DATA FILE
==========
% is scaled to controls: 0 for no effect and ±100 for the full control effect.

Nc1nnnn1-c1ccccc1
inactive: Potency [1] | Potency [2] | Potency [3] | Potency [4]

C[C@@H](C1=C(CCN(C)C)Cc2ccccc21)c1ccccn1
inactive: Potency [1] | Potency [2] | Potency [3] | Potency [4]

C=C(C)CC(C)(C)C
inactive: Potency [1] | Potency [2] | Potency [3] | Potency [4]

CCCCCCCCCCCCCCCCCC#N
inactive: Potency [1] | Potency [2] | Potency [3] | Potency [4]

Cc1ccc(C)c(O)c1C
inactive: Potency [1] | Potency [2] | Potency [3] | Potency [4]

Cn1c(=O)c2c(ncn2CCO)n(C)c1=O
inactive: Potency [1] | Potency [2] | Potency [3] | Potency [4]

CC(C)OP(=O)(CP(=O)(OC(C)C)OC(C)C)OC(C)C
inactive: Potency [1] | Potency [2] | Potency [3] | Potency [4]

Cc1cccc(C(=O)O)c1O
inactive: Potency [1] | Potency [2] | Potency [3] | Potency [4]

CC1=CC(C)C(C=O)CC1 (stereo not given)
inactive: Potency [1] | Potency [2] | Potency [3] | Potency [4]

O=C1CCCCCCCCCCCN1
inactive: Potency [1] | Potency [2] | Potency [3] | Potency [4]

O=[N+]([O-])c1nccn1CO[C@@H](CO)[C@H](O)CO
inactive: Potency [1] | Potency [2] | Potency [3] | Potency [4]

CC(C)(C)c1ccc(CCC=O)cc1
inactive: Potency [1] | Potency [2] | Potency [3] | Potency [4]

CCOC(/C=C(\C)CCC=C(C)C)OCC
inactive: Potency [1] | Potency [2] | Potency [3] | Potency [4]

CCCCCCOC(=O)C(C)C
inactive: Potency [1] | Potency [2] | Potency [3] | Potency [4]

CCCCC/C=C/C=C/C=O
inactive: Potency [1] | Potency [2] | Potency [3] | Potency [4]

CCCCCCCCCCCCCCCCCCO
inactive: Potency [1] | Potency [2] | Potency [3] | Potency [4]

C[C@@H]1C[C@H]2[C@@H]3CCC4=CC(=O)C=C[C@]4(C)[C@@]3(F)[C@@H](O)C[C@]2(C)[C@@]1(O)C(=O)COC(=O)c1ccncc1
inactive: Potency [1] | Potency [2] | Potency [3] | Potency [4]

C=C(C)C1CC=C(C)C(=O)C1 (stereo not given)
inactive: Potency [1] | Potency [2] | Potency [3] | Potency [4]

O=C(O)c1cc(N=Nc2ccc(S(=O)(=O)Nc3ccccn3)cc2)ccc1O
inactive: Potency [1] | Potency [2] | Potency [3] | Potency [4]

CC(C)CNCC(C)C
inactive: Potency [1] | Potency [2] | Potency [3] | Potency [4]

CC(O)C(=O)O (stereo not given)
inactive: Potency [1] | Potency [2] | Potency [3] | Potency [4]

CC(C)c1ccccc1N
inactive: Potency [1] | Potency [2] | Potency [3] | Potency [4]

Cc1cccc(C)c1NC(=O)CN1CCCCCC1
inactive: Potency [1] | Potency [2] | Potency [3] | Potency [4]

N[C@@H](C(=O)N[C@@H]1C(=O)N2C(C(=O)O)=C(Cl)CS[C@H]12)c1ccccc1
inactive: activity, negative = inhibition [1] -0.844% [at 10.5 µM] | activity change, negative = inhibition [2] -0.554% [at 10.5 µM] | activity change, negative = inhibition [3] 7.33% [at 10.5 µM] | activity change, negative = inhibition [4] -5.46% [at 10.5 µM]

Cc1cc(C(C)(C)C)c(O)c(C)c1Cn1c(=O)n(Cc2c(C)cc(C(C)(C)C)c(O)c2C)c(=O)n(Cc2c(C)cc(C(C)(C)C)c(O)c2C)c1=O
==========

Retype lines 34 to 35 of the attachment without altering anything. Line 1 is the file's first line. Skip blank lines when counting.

C[C@@H]1C[C@H]2[C@@H]3CCC4=CC(=O)C=C[C@]4(C)[C@@]3(F)[C@@H](O)C[C@]2(C)[C@@]1(O)C(=O)COC(=O)c1ccncc1
inactive: Potency [1] | Potency [2] | Potency [3] | Potency [4]